1. The rules of Court (Industrial Court of Appeal), and the Industrial Relations Act No.1/2000 (as amended) (hereinafter referred to as the Act), have time lines and procedure that regulate an appeal process from the time an appeal is noted until judgment is delivered. Some of the provisions in the rules and the Act which are relevant to the present enquiry and are quoted below.

7.1 Section 19(3) of the Act allows a litigant to appeal a decision of the Industrial Court within 3 (three) months, from the date of noting the decision.

7.2 Rule 21 (1) requires the Appellant to file the record (of proceedings from the Industrial Court), within 1 (one) month from the date of noting the appeal.

7.3 In terms of Section 21 (2) of the Act, this Court is encouraged to endeavor to determine an appeal that has been referred to it, within 3 (three) months from the date the appeal is noted.

7.4 In terms of Section 20 (1) the Act, this Court has the same powers and functions as the Court of Appeal, but shall deal only with appeals from the Industrial Court. This Court has the power to make decisions that would promote justice and fairness in a matter between employer and employee.

7.5 This Court has the mechanism, authority as well as judicial discretion to hear and determine appeals from the Industrial Court – within a relatively short space of time, for instance, within 3 (three) months from the date the appeal is heard. This Court can also hear deserving appeals on an urgent basis. It is however this Court only that has jurisdiction to determine whether a particular appeal (in a labour matter) is urgent or not. The Industrial Court has no jurisdiction to determine or suggest urgency or lack thereof in an appeal that is pending before this Court. The Industrial Court erroneously exercised jurisdiction it did not have – when it issued its order dated the 8th June 2022.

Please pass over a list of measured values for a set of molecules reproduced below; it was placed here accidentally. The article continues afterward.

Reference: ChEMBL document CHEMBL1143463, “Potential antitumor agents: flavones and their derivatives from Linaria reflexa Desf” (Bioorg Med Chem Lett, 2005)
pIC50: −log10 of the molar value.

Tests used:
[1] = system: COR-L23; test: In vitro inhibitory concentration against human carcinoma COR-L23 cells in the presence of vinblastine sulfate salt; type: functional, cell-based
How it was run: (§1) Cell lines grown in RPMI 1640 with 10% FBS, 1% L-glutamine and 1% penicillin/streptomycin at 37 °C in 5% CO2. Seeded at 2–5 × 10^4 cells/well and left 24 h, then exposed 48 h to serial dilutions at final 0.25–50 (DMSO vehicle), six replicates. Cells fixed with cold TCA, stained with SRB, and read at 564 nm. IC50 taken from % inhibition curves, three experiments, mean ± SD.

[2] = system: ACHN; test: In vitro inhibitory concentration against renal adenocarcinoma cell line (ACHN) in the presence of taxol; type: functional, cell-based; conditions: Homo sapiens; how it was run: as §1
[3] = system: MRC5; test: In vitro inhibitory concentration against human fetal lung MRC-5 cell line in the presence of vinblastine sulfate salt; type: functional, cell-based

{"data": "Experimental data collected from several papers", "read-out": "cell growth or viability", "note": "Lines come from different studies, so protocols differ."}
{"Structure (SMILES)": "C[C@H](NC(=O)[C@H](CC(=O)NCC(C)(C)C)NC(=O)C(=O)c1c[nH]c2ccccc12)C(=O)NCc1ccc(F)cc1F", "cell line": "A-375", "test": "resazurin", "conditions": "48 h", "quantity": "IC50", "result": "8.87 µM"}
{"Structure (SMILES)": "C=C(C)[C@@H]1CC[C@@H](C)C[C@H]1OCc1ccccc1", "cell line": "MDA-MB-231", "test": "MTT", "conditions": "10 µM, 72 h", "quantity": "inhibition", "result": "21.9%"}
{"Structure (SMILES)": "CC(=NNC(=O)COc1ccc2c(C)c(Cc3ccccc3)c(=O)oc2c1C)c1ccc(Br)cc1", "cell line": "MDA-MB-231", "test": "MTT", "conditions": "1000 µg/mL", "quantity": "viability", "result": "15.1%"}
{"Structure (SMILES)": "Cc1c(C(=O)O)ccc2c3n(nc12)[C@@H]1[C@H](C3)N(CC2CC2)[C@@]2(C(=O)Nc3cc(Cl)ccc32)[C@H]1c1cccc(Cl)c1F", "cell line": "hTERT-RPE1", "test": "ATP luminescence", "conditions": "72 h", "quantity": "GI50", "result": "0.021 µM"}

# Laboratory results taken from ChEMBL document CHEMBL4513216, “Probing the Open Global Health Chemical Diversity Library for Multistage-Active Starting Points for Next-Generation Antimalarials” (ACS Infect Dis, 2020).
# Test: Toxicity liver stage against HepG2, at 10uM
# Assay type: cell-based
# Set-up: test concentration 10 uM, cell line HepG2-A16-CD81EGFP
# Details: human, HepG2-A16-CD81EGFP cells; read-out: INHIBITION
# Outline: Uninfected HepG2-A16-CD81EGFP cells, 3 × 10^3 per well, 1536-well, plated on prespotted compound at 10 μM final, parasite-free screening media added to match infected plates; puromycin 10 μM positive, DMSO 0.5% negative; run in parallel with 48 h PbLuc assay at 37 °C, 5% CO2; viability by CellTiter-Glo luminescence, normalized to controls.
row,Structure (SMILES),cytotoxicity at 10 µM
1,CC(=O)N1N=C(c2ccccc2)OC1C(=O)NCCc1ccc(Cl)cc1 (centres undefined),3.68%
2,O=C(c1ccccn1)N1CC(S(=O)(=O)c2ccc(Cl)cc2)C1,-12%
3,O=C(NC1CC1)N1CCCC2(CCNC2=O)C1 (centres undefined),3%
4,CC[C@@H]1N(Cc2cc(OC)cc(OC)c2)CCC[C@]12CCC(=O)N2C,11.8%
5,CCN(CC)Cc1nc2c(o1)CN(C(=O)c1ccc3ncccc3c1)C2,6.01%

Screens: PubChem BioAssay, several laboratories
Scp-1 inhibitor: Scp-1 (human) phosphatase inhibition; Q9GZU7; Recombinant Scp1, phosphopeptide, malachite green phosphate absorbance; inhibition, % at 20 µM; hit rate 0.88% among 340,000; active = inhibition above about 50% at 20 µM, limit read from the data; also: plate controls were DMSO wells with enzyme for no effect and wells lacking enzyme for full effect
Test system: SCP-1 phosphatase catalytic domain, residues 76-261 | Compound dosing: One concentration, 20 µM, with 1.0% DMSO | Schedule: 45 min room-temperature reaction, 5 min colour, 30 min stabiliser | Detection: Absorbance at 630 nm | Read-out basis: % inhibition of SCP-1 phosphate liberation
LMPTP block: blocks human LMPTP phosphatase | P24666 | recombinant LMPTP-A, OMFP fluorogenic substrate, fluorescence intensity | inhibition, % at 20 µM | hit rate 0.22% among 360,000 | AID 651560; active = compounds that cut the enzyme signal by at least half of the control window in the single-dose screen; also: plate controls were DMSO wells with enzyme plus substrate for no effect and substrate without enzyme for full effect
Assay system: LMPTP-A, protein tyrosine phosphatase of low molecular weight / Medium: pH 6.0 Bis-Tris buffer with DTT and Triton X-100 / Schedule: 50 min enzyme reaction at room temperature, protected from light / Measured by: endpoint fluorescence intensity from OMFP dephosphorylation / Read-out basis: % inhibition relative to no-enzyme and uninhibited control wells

7.6 Once the Industrial Court issues a decision and an appeal is noted against that decision, the Industrial Court has no power to dictate how and when the appeal should be enrolled. In terms of Section 19 (4) of the Act, the Industrial Court has power to suspend the operation of its order. This is the jurisdiction that the Industrial Court should have exercised when it issued the order dated 8th June 2022.

  1. This Court had to take into consideration the interest of the employee (2nd Applicant). The employee had not been granted a stay of the disciplinary hearing pending finalization of the appeal. The employee was still exposed to risk of the bank proceeding with the disciplinary hearing against him before his grievance is determined by the present Court. It is in the interest of justice that the employee be protected from the adverse consequences that are mentioned in the order of the Industrial Court (dated 8th June 2022).

  1. For the reasons stated above, on the 27th June 2022, the Court issued the following Ex Tempore order:

9.1 An application for urgent enrolment of the appeal is granted.

9.2 The parties should liase with the Registrar for allocation of a hearing date.

9.3 The parties should comply with the rules of Court regarding the filing of Heads of Argument, authorities and such further documents as may be considered necessary in preparation for arguing the appeal.

9.4. No order as to costs.




I agree _____________________________


I agree ______________________________


For: Appellant Mr M Ndlangamandla

of MLK Ndlangamandla Attorneys

For: Respondent Mr Z. Jele

Of Robinson Bertram